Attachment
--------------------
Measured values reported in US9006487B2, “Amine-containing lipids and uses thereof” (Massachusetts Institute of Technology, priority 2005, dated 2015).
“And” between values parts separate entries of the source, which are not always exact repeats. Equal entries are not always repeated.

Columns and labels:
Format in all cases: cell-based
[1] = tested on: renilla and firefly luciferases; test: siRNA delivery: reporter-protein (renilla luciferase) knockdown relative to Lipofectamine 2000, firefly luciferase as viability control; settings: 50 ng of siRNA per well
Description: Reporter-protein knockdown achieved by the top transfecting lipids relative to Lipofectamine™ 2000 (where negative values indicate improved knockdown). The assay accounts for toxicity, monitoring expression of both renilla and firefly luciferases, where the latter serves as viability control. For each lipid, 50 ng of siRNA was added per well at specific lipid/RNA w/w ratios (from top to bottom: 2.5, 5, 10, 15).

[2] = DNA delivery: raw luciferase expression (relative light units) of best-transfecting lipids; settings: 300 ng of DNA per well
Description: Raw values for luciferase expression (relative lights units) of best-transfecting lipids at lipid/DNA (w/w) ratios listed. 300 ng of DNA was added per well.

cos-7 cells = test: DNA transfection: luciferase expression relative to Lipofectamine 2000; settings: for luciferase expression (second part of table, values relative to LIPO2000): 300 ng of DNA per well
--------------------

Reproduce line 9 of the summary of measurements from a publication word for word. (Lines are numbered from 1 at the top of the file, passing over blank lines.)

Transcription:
cos-7 cells = test: DNA transfection: luciferase expression relative to Lipofectamine 2000; settings: for luciferase expression (second part of table, values relative to LIPO2000): 300 ng of DNA per well